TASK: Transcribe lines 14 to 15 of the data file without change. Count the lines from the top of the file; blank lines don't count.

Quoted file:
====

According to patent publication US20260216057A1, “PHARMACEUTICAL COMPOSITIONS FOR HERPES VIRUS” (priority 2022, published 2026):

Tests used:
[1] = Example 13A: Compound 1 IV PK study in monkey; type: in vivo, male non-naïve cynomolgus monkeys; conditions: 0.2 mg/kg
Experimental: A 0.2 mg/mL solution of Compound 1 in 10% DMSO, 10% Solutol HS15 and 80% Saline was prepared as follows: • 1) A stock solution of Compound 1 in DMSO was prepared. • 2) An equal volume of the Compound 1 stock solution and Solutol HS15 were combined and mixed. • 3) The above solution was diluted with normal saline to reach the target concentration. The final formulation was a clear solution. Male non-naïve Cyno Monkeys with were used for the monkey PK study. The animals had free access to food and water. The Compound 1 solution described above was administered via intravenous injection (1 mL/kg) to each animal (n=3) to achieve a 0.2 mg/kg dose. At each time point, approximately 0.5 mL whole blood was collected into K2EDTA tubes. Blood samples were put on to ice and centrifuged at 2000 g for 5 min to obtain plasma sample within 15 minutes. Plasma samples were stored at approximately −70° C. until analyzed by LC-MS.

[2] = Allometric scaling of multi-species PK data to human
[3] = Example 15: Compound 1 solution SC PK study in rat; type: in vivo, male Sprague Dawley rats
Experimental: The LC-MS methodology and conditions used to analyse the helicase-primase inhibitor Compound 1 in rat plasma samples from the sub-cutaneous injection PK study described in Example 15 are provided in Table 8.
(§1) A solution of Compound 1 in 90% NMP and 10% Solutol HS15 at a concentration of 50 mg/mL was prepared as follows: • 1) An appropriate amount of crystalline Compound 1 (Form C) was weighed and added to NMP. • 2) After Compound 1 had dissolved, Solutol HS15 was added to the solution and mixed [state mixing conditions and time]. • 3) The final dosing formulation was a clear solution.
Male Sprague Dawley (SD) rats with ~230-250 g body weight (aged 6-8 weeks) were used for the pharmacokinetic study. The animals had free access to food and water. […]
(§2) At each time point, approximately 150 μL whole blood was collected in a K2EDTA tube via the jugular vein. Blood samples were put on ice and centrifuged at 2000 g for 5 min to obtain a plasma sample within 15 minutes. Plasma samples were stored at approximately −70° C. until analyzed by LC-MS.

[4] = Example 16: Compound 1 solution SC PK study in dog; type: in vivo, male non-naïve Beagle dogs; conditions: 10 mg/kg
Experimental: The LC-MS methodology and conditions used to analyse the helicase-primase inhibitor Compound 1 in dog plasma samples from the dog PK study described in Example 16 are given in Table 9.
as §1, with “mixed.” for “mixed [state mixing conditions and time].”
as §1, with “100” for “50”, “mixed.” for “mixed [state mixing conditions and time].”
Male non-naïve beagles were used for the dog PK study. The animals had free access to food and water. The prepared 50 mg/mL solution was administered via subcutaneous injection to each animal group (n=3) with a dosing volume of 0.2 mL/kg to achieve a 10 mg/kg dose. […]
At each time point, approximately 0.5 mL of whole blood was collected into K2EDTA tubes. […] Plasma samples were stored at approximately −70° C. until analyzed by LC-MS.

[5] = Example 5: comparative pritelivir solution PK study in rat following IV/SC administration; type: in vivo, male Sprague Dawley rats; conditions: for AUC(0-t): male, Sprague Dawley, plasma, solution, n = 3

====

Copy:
as §1, with “100” for “50”, “mixed.” for “mixed [state mixing conditions and time].”
Male non-naïve beagles were used for the dog PK study. The animals had free access to food and water. The prepared 50 mg/mL solution was administered via subcutaneous injection to each animal group (n=3) with a dosing volume of 0.2 mL/kg to achieve a 10 mg/kg dose. […]